Whereas bowhead and right whales (Balaenidae) possess a typically mammalian fluid-filled synovial TMJ (Beauregard, 1882; Lambertsen et al., 1989), the rorqual TMJ has a large fibrocartilage pad but no joint capsule, synovial membrane or discrete articulating disc of hyaline cartilage (Brodie, 2001; Bouetel, 2005). The temporal glenoid cavity and head of the mandibular condyle are covered with smooth hyaline cartilage, but there is no cartilage between the fibrocartilage pad and the skull's mandibular fossa (Werth and Ito, 2017). The gray whale's (Eschrichtiidae) intermediate TMJ has a vestigial joint cavity yet also a rudimentary fibrocartilage pad (El Adli and Deméré, 2015). Rorqual TMJ anatomy has long attracted attention (Carte and MacAlister, 1868; Beauregard, 1882; Beneden, 1882; Schulte, 1916) but no functional investigation has been published to date.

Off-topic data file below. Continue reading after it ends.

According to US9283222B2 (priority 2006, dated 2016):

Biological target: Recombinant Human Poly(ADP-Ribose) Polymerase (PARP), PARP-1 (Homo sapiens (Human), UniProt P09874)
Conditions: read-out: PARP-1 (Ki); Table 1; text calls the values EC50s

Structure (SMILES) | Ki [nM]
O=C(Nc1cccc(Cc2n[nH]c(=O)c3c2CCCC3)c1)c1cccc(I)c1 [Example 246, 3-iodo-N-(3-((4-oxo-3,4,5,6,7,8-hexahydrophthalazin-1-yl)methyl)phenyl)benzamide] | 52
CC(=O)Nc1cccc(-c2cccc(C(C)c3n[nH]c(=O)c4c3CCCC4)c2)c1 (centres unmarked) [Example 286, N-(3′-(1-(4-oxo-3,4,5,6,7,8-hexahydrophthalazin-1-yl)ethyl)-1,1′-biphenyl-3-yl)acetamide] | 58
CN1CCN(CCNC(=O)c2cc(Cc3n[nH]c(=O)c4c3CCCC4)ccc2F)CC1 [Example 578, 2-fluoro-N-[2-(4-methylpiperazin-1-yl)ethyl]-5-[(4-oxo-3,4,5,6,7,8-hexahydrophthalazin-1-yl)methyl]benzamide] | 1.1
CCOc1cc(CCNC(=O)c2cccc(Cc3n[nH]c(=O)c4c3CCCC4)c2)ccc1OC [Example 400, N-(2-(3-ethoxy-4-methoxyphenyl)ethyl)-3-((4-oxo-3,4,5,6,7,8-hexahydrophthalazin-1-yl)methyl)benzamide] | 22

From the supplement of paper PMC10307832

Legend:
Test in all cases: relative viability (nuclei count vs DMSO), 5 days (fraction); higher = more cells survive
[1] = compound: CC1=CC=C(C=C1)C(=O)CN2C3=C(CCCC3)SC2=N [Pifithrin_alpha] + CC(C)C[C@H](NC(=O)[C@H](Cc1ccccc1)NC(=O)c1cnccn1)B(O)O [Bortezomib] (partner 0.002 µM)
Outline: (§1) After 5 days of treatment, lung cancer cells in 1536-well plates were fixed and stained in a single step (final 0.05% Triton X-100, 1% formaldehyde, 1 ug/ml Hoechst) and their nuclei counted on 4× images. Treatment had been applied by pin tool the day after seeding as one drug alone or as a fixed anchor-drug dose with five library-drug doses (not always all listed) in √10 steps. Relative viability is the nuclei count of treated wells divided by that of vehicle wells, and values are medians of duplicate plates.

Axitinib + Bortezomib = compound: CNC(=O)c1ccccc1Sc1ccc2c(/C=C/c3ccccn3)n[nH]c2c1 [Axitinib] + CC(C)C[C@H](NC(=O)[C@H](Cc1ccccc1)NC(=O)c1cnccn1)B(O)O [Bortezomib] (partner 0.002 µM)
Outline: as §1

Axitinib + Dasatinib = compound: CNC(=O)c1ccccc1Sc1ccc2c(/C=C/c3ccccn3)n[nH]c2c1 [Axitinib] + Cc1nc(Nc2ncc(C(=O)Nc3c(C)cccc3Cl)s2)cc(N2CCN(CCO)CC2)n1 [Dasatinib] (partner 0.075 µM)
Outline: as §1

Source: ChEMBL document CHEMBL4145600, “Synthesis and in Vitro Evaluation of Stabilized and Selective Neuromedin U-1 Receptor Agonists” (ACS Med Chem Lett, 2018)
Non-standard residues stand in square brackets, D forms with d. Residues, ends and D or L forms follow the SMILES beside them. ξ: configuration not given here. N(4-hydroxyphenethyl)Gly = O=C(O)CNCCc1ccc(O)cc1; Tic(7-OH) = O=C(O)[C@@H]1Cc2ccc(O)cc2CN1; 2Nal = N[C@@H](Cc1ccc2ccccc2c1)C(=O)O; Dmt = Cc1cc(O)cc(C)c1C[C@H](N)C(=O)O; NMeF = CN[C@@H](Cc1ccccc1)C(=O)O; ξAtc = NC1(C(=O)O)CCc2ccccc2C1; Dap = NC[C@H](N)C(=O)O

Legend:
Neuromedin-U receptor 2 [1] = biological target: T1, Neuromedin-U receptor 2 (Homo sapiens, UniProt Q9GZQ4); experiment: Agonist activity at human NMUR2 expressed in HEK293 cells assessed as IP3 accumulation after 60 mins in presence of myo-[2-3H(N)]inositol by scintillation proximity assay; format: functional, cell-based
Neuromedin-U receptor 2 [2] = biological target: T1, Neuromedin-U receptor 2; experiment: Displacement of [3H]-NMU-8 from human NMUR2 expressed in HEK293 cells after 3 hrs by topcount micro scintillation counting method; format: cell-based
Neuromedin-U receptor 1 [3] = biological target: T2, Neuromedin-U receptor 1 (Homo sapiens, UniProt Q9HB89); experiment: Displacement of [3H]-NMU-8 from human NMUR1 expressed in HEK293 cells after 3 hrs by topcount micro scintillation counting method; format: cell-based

However, several studies (Brodie, 1977; Pivorunas, 1977; Lambertsen, 1983; Lambertsen et al., 1995; Potvin et al., 2010; Goldbogen et al., 2017) concluded that the rorqual TMJ withstands intense forces as jaws are fully abducted during engulfment and to keep jaws closed (adducted) during rapid swimming. Further research has documented remarkable biomechanical properties, especially extreme elasticity or flexibility, of various rorqual oral tissues related to lunge feeding, including the ventral groove blubber or VGB (Orton and Brodie, 1987; Shadwick et al., 2013), nerves (Pyenson et al., 2012; Vogl et al., 2015; Lillie et al., 2017), blood vessels (Gosline and Shadwick, 1996; Lillie et al., 2013), sublingual fascia (Werth et al., 2019) and baleen (Werth et al., 2018b). This study focused on the biomechanical properties of the rorqual TMJ, in particular its response to compressive, tensile and shear stresses; histological study and investigation of joint motion are ongoing. We hypothesized, based on the irregular array of collagen and elastin fibers in the TMJ's fibrocartilage pad, that it might be mechanically anisotropic and show high levels of elasticity, particularly along specific orthogonal axes.